Dana came into town on Monday, so I got little reading done on the 8th, 9th and 10th. Then Thursday, Interzone WiFi was down, and OSU visitor was exceptionally weak and difficult to access... I was awfully frustrated. So yesterday morning, I was effectively four days behind in my reading. With this rebuilt machine, though, skimming, skipping and reading is much quicker. I also decided to simply delete all news items older than two days, which means maybe 1500 items skipped- I'm sure I missed some MSM science news I'd like to have read, and I've been pleased at how often (and generally, well) OregonLive covers geology-related news in Oregon and the PNW broadly, so I probably missed 2 or 3 of those as well. Well worth it though, to save myself six or seven hours of browsing time. So I spent eleven hours yesterday, and better than four today, plowing my way back to the beginning of the week. And now I'm caught up. Whew!
In other news, I can say with some degree of excitement and pleasure that our rain has returned with a vengeance. The prediction yesterday was for about 0.1 to 0.25 inches; we got 0.37, and it looks like some serious accumulation tomorrow night through Tuesday morning. Various sites are predicting 2-4 inches in this area. To which I say "Bring it on, baby!" A report that I read this morning, from Cliff Mass Weather Blog, commented, "In the Olympics, north Cascades, and southwest BC terrain (particularly Vancouver Is) amounts reach 5-10 inches, with a few higher values on the windward slopes. Wow." So 2-4 inches sounds about right to me.
On with the show. My goal today is to summarize the geotripping Dana and I did on Monday, Tuesday and Wednesday, along with a few photos. Our original intent was to either hit NW California and the Josephine Ophiolite along route 199, or central/eastern Oregon doing day trips out of Bend- in particular, Dana wants to hit up John Day National Monument, and I've never been to the Painted Hills unit near Mitchel, so I'd like to do that. For various reasons, though, we decided to simply do day trips out of Corvallis. Due to a number of other factors, we did an awful lot of last-minute plan changes, too. But it all worked out well- I don't think there's anything we missed on this trip due to time shortages. Dana and I are both getting better at budgeting our time. And on the plus side, there were a number of things neither of us had anticipated seeing, but did. So overall: good trip!
Monday, we decided to just hang out around town, take in some local parks, and do the architectural walk around the OSU campus that I've done with Ryan and Emily. First stop, Chip Ross Park, north of town. The geology is kind of subtle here, but the views are good, and the interesting component is broadly interpreting the geomorphology visible from the park.
Saprolite (which I learned as 'saprolith,' but I gather is the preferred English geo-usage now) at the base of the hill, as we headed back to the car. The word comes from roots meaning dead or rotten rock.
Avery Park. I was thinking maybe a box elder, but followup says not. So no real clue what kind of tree this is- it has compound leaves that remind me of walnut or pecan, but not quite right for those.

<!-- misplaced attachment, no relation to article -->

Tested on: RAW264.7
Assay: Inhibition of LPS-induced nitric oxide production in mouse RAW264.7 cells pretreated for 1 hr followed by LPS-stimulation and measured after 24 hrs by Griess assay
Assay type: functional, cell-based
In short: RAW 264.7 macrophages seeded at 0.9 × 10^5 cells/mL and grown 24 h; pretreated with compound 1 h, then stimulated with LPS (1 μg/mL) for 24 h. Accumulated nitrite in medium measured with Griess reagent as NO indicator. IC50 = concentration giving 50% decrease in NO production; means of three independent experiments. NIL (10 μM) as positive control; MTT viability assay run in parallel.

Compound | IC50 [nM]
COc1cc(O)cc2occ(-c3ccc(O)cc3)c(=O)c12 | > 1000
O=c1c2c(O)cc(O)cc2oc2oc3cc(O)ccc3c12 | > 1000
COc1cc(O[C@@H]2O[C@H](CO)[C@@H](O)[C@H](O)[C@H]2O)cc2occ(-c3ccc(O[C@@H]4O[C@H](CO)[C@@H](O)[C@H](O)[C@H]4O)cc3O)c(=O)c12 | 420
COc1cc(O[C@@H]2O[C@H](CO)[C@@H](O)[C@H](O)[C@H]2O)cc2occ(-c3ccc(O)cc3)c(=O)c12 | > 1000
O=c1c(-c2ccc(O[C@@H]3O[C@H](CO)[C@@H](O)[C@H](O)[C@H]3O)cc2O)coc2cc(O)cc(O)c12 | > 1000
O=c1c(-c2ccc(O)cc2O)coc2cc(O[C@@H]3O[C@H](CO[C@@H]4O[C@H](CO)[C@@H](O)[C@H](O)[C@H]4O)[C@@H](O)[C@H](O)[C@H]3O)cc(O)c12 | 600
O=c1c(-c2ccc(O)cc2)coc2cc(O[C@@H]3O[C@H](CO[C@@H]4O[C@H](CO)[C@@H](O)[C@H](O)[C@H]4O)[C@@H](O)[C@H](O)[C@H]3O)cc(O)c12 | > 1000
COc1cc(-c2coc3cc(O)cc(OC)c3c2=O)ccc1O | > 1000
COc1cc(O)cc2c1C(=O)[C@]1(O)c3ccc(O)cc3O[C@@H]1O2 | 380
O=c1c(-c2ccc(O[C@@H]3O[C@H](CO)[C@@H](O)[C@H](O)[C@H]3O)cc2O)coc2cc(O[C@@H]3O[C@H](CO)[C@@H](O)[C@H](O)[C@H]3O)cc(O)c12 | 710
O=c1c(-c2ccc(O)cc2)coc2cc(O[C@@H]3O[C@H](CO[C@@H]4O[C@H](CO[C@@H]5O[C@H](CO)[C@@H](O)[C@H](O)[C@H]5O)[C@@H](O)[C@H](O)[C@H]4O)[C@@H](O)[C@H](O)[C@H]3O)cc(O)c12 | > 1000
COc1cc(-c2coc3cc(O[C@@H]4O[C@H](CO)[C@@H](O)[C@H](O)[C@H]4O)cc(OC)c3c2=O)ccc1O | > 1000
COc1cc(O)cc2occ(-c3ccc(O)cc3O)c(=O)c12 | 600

We also did my tour of the OSU campus with a focus on the rocks used in construction, but I took no photos, and ones I've taken previously are not on this computer right now, so I'll just leave that dangle. To make up for it, I'll just let you know that between the two of us, we found complimentary men's and women's rooms that have good examples of fossiliferous stylolitic limestone. The one I've stopped at before is in the Memorial Union, and only the men's room has that rock. It's okay during the summer, when there's no one around, but not good during the regular school year. We also ran into Peter Clarke, Aaron's advisor. I introduced myself to him with, "Hi! My name's Lockwood DeWitt, and there's no reason on earth you should remember me."
Day 2: Up to McKenzie Junction, down the Upper McKenzie River, with stops at Clear Lake, Sahalie Falls, and Koosah Falls, then up over McKenzie Pass to Sisters, dinner, then back to Corvallis, with just enough light to get twilight silhouette of Mt. Washington.
Cascadia State Park. Hydrology/hydrogeology emerged as the unexpected theme of this trip- that is, I was certainly aware water would be an aspect of what we would see, but I wasn't expecting the way it came to dominate my attention and thinking. Not in a bad way, of course, but in an interesting way.
Pretty sure this is the location, in FlashEarth) I'd always assumed the underlying material, with the sort of badlands topography, was an ash tuff. It's not. It shows only modest (if any) rounding, but it's more coarsely lithic and mixed in terms of fragment types than you can see in a drive by. I'm thinking maybe explosive debris, but I'll need to flesh out my reasoning another time.
McKenzie Juction, fall foliage, a fairly fresh lava flow, and Dana's car. This was beautiful spot to stop, as the viney maple was fiery red, and symbolically very pleasing on flows that cooled quite recently.
This shows a down log underwater, extending under the "Clear Lake" label.
Sahalie Falls. Compare the flow rate here to that of the Santiam at Cascadia: much, much greater. Turns out, there's a very interesting set of reasons for that, which I'll get back to someday.
It's getting late, so I'll cover day 3 tomorrow, after I get the Funnies up. Stay tuned... there's more awesome yet to come!
Followup: forgot to drop this in... I was just a little bit into this when Dana posted her summary of her vacation, of which this was about half. And Part 2 of my summary is here.
Is This Your Hat?
2 years ago